Giant Triassic Salamander Acted More Like A Crocodile

An ancient crocodile-like salamander more than 10 times the average size of its modern-day counterparts has been discovered in Portugal.
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Giant Triassic Salamander Acted More Like A Crocodile

Most modern-day salamanders are miniscule with a large portion of the hundreds of different species measuring less than 8 inches.  

There are some exceptions, like the Japanese giant salamander, which can reach lengths of 5 feet. (Video via National Geographic)

But even the Japanese giant would have been dwarfed by Metoposaurus, a genus of ancient amphibians that could grow to be as much as twice the size of today's biggest salamander.

Researchers recently discovered a new species of Metoposaur — M. algarvensis — in the Algarve region of southern Portugal on the Atlantic coast.

To get an idea of how imposing the 200 million-year-old giant predator would've been, just listen to this description from lead researcher Steve Brusatte. (Video via American Museum of Natural History)

He said it "looks like something out of a bad monster movie. It was as long as a small car and had hundreds of sharp teeth in its big flat head, which kind of looks like a toilet seat when the jaws snap shut."

All right, so the toilet seat bit isn't super intimidating, but nonetheless, the amphibian would've filled a crocodile-like niche and could've preyed on dinosaurs that strayed to close to the water. (Video via BBC)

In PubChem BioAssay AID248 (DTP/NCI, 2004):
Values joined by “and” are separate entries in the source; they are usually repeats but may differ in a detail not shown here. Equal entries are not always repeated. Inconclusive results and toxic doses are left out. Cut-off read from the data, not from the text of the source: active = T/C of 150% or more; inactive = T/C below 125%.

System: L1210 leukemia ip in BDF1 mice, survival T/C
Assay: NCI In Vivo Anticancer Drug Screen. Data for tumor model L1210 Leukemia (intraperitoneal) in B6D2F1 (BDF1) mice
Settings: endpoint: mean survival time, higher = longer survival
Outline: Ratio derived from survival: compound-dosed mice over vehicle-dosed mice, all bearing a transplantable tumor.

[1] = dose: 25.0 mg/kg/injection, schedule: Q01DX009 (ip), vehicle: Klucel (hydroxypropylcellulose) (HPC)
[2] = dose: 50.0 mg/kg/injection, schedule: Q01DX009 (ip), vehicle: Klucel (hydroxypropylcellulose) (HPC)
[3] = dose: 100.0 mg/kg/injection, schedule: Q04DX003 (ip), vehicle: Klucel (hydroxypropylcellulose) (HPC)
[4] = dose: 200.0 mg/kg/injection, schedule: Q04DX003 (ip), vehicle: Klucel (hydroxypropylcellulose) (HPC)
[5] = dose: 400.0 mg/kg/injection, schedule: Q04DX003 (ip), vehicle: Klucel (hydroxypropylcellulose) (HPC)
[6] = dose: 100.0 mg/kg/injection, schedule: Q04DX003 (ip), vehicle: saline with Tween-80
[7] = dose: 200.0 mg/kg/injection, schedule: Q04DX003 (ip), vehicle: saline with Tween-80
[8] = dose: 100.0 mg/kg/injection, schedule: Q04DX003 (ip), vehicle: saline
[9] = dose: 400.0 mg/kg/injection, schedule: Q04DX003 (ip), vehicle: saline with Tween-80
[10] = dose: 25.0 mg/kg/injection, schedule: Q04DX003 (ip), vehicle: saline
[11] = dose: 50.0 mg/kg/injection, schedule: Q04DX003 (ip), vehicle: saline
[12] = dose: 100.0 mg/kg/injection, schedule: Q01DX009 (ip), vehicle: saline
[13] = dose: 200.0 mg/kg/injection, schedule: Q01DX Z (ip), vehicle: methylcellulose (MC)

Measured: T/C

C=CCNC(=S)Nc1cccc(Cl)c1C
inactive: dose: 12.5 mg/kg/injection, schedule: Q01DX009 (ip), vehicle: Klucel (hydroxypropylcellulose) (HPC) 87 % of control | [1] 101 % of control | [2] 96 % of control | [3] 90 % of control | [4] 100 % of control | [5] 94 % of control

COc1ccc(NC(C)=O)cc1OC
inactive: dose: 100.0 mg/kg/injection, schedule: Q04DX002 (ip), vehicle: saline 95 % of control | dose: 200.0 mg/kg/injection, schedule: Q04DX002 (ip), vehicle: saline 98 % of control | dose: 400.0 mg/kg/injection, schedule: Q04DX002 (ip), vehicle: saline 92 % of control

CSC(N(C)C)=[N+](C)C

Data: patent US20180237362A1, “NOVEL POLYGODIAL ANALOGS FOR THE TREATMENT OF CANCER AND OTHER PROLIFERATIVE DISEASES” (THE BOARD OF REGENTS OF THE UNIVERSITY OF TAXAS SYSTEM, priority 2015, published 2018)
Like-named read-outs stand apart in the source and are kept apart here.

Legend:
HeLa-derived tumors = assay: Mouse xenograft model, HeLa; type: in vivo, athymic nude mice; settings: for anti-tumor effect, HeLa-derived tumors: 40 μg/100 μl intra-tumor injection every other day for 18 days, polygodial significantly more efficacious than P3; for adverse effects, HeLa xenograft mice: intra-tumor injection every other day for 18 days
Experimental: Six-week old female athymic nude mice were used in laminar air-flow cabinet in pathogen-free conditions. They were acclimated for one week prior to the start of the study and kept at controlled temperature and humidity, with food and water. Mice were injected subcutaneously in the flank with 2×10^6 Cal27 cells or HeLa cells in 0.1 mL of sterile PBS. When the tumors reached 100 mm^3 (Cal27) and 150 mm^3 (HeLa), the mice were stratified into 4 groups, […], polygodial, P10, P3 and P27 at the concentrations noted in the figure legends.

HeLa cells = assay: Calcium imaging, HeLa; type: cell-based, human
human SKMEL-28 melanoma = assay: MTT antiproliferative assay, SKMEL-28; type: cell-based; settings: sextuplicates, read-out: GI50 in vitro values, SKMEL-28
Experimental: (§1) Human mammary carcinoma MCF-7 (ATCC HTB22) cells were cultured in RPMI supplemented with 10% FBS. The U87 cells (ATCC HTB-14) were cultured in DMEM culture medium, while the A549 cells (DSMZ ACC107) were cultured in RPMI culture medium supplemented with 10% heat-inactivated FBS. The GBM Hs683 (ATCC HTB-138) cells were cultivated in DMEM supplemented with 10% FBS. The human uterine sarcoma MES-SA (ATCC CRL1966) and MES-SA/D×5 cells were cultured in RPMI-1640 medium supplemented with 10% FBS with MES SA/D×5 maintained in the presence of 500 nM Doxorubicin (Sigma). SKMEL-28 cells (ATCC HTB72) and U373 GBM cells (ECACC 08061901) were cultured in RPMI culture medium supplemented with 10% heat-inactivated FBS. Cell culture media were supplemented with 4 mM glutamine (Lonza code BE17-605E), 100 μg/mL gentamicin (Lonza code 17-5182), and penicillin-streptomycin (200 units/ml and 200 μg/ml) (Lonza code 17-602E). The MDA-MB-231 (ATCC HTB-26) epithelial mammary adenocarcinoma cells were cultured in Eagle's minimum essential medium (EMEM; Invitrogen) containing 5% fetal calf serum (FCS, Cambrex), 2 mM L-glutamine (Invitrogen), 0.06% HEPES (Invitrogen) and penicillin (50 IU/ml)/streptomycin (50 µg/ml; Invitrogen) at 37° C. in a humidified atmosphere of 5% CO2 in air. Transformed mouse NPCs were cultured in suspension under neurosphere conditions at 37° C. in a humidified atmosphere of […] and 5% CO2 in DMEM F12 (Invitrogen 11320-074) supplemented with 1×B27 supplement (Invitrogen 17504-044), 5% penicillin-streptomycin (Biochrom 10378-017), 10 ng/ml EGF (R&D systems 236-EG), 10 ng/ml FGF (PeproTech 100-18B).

While Metoposaurs have been found all over the globe, this represents the first species found in the Iberian Peninsula, and it joins two other European species. 

The researchers believe the fossils they've discovered could be part of a mass grave that developed when the lake the animals lived in dried up — something which wouldn't be uncharacteristic, as paleontologist Larry Rinehart explains. 

"They are often found in large deposits, which leads us to believe that they were gregarious for some reason: feeding or breeding, or not quite sure what, but we have some clues," Rinehart said. (Video via New Mexico Museum of Natural History and Science)

The paper notes similar sites have been found in Africa and North America. Metoposaur is thought to have died out in the late Triassic. 

This video includes images by Octavio Mateus, Marc Boulay, Cossima Productions and Daniel Oines / CC BY 2.0 and music by Matt Lloyd / CC BY 3.0.